Nutrition

8 causes that could explain a loss of appetite

8 causes that could explain a loss of appetite

So how does our appetite work? When we are hungry, the body identifies our need for food. It then sends a signal to the brain, like a stomach rumble, to let us know it’s time to eat. Hormones play a key role in regulating appetite. The main hormones involved in the regulation of the sensation of hunger are ghrelin, which generates the sensation of hunger, and leptin, which tells the brain that you have eaten enough.

Many factors can affect the regulation of these hormones and interfere with our appetite. Most people can experience a loss of appetite at one time or another, whether due to environmental factors, medications, or particular physical or psychological conditions. But when the loss of appetite is prolonged, we must investigate its cause.

What are the causes of loss of appetite?

In most cases, decreased appetite is short-lived, but if it persists, an underlying problem may need to be treated. These are some of the main causes.

1. A viral or bacterial infection

Viral and bacterial infections, including illnesses such as acute gastroenteritis, influenza, and urinary tract infections, are a common cause of loss of appetite.

This is because when you are sick, the body releases chemicals called cytokines, which regulate appetite as part of an inflammatory and immune response. These cytokines act on neurons in the brain, reducing our appetite and making us less anxious to eat.

2. A chronic health problem

Some chronic diseases can seriously affect our appetite in different ways. These are some of the conditions that can cause poor appetite.

chronic pain

Migraines, fibromyalgia, and arthritis can cause you to lose interest in food. In fact, our body will need all its resources to fight against the disease or the pain caused by it, so it will save strength by temporarily abandoning certain functions, such as the regulation of hunger or digestion.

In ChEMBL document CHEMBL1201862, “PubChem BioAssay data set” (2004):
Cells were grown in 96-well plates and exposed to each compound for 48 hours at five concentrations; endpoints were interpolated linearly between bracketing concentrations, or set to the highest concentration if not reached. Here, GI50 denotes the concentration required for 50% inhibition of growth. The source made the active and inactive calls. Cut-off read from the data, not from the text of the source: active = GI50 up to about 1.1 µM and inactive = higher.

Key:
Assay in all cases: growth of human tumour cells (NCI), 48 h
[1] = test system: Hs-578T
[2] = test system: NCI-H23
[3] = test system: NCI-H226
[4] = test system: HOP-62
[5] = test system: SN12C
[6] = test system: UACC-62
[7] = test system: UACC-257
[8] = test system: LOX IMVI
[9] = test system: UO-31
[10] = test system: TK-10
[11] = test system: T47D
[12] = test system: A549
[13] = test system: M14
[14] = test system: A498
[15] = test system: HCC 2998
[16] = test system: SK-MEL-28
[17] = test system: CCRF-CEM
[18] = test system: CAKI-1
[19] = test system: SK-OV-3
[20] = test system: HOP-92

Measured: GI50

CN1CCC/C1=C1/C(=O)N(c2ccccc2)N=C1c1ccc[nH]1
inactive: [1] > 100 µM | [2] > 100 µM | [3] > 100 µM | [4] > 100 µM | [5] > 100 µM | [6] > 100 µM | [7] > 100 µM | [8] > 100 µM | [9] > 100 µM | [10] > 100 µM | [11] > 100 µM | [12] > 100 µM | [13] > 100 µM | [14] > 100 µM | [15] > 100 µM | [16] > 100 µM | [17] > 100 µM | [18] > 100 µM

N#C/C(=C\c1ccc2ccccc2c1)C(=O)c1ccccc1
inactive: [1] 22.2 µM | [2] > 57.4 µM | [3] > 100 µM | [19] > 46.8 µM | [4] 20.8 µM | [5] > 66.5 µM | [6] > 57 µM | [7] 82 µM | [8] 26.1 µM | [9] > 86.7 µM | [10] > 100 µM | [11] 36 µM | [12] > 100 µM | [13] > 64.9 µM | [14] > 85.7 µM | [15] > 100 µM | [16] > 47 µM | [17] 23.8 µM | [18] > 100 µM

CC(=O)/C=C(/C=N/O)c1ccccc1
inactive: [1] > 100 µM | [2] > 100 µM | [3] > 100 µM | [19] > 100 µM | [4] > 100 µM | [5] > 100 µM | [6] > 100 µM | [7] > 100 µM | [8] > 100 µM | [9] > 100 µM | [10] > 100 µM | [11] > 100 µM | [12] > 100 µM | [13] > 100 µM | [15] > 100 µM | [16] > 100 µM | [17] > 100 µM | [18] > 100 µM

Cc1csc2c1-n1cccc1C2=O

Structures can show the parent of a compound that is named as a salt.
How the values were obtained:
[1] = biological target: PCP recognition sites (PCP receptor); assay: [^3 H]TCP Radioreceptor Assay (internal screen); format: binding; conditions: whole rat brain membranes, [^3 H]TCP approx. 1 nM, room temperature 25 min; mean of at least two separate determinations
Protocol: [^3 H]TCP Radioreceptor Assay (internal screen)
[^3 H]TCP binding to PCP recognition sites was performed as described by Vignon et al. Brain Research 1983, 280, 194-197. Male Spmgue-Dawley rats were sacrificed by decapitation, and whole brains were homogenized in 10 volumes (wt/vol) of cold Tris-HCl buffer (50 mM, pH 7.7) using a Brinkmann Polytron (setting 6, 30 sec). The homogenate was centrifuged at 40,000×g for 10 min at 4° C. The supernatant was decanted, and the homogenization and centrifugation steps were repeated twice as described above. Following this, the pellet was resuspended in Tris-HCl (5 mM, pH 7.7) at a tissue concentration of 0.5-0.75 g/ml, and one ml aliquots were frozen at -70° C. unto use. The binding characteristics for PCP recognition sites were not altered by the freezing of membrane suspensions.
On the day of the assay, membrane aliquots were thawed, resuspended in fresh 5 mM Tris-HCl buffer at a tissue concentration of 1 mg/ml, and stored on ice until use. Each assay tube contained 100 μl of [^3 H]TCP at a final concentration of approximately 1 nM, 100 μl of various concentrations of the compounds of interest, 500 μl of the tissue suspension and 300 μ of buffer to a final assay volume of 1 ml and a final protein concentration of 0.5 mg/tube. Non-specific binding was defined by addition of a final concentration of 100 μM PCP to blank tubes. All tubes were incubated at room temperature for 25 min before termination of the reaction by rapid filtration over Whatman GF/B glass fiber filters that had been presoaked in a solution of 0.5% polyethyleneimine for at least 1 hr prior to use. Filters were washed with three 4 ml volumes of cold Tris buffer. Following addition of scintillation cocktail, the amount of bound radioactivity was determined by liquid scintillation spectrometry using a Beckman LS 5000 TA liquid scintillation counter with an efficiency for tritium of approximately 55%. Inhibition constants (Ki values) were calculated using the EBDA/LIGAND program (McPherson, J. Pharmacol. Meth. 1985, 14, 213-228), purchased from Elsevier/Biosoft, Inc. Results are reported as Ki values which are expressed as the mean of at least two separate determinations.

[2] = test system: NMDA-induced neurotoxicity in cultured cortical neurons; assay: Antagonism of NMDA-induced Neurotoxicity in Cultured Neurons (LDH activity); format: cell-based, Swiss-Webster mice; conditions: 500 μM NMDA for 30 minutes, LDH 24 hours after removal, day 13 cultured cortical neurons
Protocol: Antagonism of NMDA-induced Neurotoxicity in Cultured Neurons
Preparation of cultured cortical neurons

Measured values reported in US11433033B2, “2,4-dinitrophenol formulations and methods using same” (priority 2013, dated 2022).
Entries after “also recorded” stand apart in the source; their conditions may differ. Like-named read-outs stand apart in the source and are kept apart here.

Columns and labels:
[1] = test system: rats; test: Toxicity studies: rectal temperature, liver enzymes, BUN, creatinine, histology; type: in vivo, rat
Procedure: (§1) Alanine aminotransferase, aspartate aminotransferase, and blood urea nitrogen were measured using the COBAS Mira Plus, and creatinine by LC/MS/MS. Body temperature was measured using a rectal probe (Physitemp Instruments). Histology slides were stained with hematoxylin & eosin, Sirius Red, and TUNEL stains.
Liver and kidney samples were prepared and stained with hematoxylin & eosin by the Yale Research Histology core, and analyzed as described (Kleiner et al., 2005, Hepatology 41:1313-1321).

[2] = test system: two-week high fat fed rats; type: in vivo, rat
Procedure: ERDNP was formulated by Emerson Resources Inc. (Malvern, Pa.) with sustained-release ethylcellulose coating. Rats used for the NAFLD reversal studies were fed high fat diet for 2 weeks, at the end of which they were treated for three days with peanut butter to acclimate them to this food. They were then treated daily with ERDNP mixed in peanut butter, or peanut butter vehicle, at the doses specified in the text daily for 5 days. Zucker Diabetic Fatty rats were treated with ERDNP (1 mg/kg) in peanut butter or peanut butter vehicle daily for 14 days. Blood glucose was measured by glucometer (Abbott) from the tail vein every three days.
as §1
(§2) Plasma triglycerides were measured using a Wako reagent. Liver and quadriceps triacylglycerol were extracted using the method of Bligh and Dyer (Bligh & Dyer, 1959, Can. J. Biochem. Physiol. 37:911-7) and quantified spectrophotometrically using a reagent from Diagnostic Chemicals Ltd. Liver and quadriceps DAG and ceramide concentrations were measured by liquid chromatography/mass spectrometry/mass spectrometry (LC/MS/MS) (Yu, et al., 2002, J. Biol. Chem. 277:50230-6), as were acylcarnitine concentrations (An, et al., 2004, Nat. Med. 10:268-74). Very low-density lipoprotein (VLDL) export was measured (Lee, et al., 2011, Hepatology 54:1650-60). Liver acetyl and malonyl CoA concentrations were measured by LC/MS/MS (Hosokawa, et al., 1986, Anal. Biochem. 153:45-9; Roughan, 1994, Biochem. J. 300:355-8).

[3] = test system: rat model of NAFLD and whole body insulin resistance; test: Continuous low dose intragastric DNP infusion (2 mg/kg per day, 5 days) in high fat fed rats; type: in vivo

Diabetes

People with diabetes may lose their appetite due to a condition called gastroparesis, which is slow stomach emptying. Gastroparesis appears more frequently in the context of unbalanced diabetes with complications, particularly in the nervous system.

digestive disorders

Conditions that affect the gut, such as inflammatory bowel disease (IBD) or irritable bowel syndrome (IBS), can affect our appetite through symptoms that make us less likely to eat, such as abdominal pain, bloating, diarrhea, and intestinal spasms.

3. Age

As we age, our appetite changes. It is estimated that up to 30% of older people have less appetite and eat less, leading to weight loss and nutritional deficiencies. One study found this is because older people have higher levels of the satiety-promoting hormone peptide YY, which makes them feel full quickly.

Decreased appetite can also be due to conditions such as Alzheimer’s and Parkinson’s or other conditions including dental and swallowing problems. Lack of exercise, feelings of loneliness or social isolation, or the inability to prepare meals can also cause a decreased appetite.

4. Psychological factors

Mental health issues can have a big impact on your appetite. People with depression often lose interest in food, and our appetite tends to decrease when we feel anxious, stressed, or after traumatic events, such as a breakup or the death of a loved one.

During stressful events, the brain releases adrenaline, also called the stress hormone, which slows down the digestive system. Depression triggers the production of corticotropin-releasing hormone, or CRH, in the brain’s hypothalamus, which also curbs appetite.